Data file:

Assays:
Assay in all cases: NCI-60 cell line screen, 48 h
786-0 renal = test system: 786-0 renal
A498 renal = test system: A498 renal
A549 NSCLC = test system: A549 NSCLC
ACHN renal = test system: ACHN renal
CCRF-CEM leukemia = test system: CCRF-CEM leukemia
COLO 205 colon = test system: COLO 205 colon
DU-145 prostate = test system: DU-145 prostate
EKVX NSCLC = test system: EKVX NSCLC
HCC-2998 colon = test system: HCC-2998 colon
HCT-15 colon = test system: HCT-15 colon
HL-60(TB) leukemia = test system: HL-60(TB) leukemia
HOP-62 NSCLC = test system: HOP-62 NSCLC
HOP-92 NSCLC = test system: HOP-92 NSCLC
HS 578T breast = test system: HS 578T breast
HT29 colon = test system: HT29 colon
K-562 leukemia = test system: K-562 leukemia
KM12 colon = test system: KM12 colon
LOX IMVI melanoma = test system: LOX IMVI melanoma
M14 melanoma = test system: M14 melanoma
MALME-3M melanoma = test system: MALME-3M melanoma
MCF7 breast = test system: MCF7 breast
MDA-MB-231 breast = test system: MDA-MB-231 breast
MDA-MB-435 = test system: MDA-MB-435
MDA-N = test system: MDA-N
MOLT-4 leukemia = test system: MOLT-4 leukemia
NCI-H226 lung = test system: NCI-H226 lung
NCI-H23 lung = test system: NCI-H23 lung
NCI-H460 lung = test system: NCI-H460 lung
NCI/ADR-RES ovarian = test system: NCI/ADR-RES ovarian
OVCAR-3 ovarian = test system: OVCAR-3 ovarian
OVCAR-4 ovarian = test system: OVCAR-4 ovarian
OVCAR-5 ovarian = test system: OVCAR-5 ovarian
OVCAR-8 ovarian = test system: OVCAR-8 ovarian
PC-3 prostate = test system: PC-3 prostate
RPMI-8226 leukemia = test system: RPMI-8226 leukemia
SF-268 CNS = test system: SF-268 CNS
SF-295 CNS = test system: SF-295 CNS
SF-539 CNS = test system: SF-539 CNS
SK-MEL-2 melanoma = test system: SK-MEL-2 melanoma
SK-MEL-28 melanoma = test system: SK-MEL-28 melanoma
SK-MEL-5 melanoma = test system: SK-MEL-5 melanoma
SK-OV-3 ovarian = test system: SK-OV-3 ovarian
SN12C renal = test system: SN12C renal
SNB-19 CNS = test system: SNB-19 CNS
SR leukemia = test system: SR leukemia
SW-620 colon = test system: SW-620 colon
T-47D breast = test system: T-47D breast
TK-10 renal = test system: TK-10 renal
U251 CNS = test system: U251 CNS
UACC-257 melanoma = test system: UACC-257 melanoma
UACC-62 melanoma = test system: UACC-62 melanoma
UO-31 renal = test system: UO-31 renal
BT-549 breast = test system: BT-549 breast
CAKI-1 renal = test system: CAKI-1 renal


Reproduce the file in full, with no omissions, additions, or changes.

Assays:
Assay in all cases: NCI-60 cell line screen, 48 h
786-0 renal = test system: 786-0 renal
A498 renal = test system: A498 renal
A549 NSCLC = test system: A549 NSCLC
ACHN renal = test system: ACHN renal
CCRF-CEM leukemia = test system: CCRF-CEM leukemia
COLO 205 colon = test system: COLO 205 colon
DU-145 prostate = test system: DU-145 prostate
EKVX NSCLC = test system: EKVX NSCLC
HCC-2998 colon = test system: HCC-2998 colon
HCT-15 colon = test system: HCT-15 colon
HL-60(TB) leukemia = test system: HL-60(TB) leukemia
HOP-62 NSCLC = test system: HOP-62 NSCLC
HOP-92 NSCLC = test system: HOP-92 NSCLC
HS 578T breast = test system: HS 578T breast
HT29 colon = test system: HT29 colon
K-562 leukemia = test system: K-562 leukemia
KM12 colon = test system: KM12 colon
LOX IMVI melanoma = test system: LOX IMVI melanoma
M14 melanoma = test system: M14 melanoma
MALME-3M melanoma = test system: MALME-3M melanoma
MCF7 breast = test system: MCF7 breast
MDA-MB-231 breast = test system: MDA-MB-231 breast
MDA-MB-435 = test system: MDA-MB-435
MDA-N = test system: MDA-N
MOLT-4 leukemia = test system: MOLT-4 leukemia
NCI-H226 lung = test system: NCI-H226 lung
NCI-H23 lung = test system: NCI-H23 lung
NCI-H460 lung = test system: NCI-H460 lung
NCI/ADR-RES ovarian = test system: NCI/ADR-RES ovarian
OVCAR-3 ovarian = test system: OVCAR-3 ovarian
OVCAR-4 ovarian = test system: OVCAR-4 ovarian
OVCAR-5 ovarian = test system: OVCAR-5 ovarian
OVCAR-8 ovarian = test system: OVCAR-8 ovarian
PC-3 prostate = test system: PC-3 prostate
RPMI-8226 leukemia = test system: RPMI-8226 leukemia
SF-268 CNS = test system: SF-268 CNS
SF-295 CNS = test system: SF-295 CNS
SF-539 CNS = test system: SF-539 CNS
SK-MEL-2 melanoma = test system: SK-MEL-2 melanoma
SK-MEL-28 melanoma = test system: SK-MEL-28 melanoma
SK-MEL-5 melanoma = test system: SK-MEL-5 melanoma
SK-OV-3 ovarian = test system: SK-OV-3 ovarian
SN12C renal = test system: SN12C renal
SNB-19 CNS = test system: SNB-19 CNS
SR leukemia = test system: SR leukemia
SW-620 colon = test system: SW-620 colon
T-47D breast = test system: T-47D breast
TK-10 renal = test system: TK-10 renal
U251 CNS = test system: U251 CNS
UACC-257 melanoma = test system: UACC-257 melanoma
UACC-62 melanoma = test system: UACC-62 melanoma
UO-31 renal = test system: UO-31 renal
BT-549 breast = test system: BT-549 breast
CAKI-1 renal = test system: CAKI-1 renal